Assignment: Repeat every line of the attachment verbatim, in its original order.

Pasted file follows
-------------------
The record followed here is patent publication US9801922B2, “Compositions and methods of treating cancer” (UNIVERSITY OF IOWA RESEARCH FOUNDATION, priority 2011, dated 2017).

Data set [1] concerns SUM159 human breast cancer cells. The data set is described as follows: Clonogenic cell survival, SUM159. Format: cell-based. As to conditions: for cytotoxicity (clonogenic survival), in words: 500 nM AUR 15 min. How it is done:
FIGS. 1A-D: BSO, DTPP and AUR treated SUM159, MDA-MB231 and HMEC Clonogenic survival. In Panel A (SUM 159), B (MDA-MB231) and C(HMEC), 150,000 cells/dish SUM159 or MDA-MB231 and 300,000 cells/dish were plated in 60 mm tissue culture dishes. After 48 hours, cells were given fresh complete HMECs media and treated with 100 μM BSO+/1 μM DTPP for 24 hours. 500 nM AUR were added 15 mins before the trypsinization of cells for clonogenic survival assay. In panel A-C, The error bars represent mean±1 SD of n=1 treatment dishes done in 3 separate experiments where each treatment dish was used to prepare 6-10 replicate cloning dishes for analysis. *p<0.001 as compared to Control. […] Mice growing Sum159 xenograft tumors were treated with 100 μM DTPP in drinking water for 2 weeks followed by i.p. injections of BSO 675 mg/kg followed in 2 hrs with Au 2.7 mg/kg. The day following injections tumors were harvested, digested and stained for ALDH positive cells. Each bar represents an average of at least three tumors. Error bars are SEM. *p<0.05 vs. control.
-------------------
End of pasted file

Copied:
The record followed here is patent publication US9801922B2, “Compositions and methods of treating cancer” (UNIVERSITY OF IOWA RESEARCH FOUNDATION, priority 2011, dated 2017).

Data set [1] concerns SUM159 human breast cancer cells. The data set is described as follows: Clonogenic cell survival, SUM159. Format: cell-based. As to conditions: for cytotoxicity (clonogenic survival), in words: 500 nM AUR 15 min. How it is done:
FIGS. 1A-D: BSO, DTPP and AUR treated SUM159, MDA-MB231 and HMEC Clonogenic survival. In Panel A (SUM 159), B (MDA-MB231) and C(HMEC), 150,000 cells/dish SUM159 or MDA-MB231 and 300,000 cells/dish were plated in 60 mm tissue culture dishes. After 48 hours, cells were given fresh complete HMECs media and treated with 100 μM BSO+/1 μM DTPP for 24 hours. 500 nM AUR were added 15 mins before the trypsinization of cells for clonogenic survival assay. In panel A-C, The error bars represent mean±1 SD of n=1 treatment dishes done in 3 separate experiments where each treatment dish was used to prepare 6-10 replicate cloning dishes for analysis. *p<0.001 as compared to Control. […] Mice growing Sum159 xenograft tumors were treated with 100 μM DTPP in drinking water for 2 weeks followed by i.p. injections of BSO 675 mg/kg followed in 2 hrs with Au 2.7 mg/kg. The day following injections tumors were harvested, digested and stained for ALDH positive cells. Each bar represents an average of at least three tumors. Error bars are SEM. *p<0.05 vs. control.